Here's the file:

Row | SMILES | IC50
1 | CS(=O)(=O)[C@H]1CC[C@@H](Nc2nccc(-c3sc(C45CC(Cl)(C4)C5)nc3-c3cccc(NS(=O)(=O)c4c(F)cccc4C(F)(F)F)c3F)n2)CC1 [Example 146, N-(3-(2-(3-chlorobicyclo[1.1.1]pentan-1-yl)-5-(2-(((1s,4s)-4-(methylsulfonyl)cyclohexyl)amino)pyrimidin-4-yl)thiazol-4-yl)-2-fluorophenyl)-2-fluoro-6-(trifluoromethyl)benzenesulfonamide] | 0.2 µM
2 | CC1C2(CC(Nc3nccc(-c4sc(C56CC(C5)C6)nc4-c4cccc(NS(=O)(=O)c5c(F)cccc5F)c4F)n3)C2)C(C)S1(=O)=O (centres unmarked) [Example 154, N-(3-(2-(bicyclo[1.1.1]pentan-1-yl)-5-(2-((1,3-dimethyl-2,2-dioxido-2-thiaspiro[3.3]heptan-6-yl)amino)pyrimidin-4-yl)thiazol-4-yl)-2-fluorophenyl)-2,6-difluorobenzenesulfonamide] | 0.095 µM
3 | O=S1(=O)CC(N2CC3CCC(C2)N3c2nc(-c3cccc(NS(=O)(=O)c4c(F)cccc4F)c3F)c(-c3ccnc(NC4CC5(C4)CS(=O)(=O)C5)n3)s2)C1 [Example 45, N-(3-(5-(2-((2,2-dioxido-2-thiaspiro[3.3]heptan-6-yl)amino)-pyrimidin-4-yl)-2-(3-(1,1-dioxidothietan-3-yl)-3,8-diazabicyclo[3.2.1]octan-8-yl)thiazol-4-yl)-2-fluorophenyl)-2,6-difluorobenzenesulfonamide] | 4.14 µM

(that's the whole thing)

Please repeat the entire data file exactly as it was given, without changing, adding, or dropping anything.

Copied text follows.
Row | SMILES | IC50
1 | CS(=O)(=O)[C@H]1CC[C@@H](Nc2nccc(-c3sc(C45CC(Cl)(C4)C5)nc3-c3cccc(NS(=O)(=O)c4c(F)cccc4C(F)(F)F)c3F)n2)CC1 [Example 146, N-(3-(2-(3-chlorobicyclo[1.1.1]pentan-1-yl)-5-(2-(((1s,4s)-4-(methylsulfonyl)cyclohexyl)amino)pyrimidin-4-yl)thiazol-4-yl)-2-fluorophenyl)-2-fluoro-6-(trifluoromethyl)benzenesulfonamide] | 0.2 µM
2 | CC1C2(CC(Nc3nccc(-c4sc(C56CC(C5)C6)nc4-c4cccc(NS(=O)(=O)c5c(F)cccc5F)c4F)n3)C2)C(C)S1(=O)=O (centres unmarked) [Example 154, N-(3-(2-(bicyclo[1.1.1]pentan-1-yl)-5-(2-((1,3-dimethyl-2,2-dioxido-2-thiaspiro[3.3]heptan-6-yl)amino)pyrimidin-4-yl)thiazol-4-yl)-2-fluorophenyl)-2,6-difluorobenzenesulfonamide] | 0.095 µM
3 | O=S1(=O)CC(N2CC3CCC(C2)N3c2nc(-c3cccc(NS(=O)(=O)c4c(F)cccc4F)c3F)c(-c3ccnc(NC4CC5(C4)CS(=O)(=O)C5)n3)s2)C1 [Example 45, N-(3-(5-(2-((2,2-dioxido-2-thiaspiro[3.3]heptan-6-yl)amino)-pyrimidin-4-yl)-2-(3-(1,1-dioxidothietan-3-yl)-3,8-diazabicyclo[3.2.1]octan-8-yl)thiazol-4-yl)-2-fluorophenyl)-2,6-difluorobenzenesulfonamide] | 4.14 µM